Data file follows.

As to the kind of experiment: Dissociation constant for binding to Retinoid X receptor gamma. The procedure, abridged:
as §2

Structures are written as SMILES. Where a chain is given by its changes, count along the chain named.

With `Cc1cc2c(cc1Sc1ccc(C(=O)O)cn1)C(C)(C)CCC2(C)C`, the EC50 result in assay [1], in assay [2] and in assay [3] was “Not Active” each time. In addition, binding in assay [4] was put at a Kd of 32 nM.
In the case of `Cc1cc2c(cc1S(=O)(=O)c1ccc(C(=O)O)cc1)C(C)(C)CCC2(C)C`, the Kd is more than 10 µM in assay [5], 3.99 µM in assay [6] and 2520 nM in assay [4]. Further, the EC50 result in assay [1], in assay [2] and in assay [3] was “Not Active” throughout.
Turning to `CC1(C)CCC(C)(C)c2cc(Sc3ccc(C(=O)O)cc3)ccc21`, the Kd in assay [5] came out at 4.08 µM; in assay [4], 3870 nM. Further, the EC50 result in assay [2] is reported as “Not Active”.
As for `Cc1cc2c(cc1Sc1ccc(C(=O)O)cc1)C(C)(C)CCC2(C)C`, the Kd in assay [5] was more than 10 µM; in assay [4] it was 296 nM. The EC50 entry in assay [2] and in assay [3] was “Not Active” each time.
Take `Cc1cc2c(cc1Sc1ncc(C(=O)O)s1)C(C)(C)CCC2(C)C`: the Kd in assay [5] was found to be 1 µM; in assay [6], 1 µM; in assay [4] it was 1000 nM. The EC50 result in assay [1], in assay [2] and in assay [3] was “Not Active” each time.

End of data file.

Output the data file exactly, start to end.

As to the kind of experiment: Dissociation constant for binding to Retinoid X receptor gamma. The procedure, abridged:
as §2

Structures are written as SMILES. Where a chain is given by its changes, count along the chain named.

With `Cc1cc2c(cc1Sc1ccc(C(=O)O)cn1)C(C)(C)CCC2(C)C`, the EC50 result in assay [1], in assay [2] and in assay [3] was “Not Active” each time. In addition, binding in assay [4] was put at a Kd of 32 nM.
In the case of `Cc1cc2c(cc1S(=O)(=O)c1ccc(C(=O)O)cc1)C(C)(C)CCC2(C)C`, the Kd is more than 10 µM in assay [5], 3.99 µM in assay [6] and 2520 nM in assay [4]. Further, the EC50 result in assay [1], in assay [2] and in assay [3] was “Not Active” throughout.
Turning to `CC1(C)CCC(C)(C)c2cc(Sc3ccc(C(=O)O)cc3)ccc21`, the Kd in assay [5] came out at 4.08 µM; in assay [4], 3870 nM. Further, the EC50 result in assay [2] is reported as “Not Active”.
As for `Cc1cc2c(cc1Sc1ccc(C(=O)O)cc1)C(C)(C)CCC2(C)C`, the Kd in assay [5] was more than 10 µM; in assay [4] it was 296 nM. The EC50 entry in assay [2] and in assay [3] was “Not Active” each time.
Take `Cc1cc2c(cc1Sc1ncc(C(=O)O)s1)C(C)(C)CCC2(C)C`: the Kd in assay [5] was found to be 1 µM; in assay [6], 1 µM; in assay [4] it was 1000 nM. The EC50 result in assay [1], in assay [2] and in assay [3] was “Not Active” each time.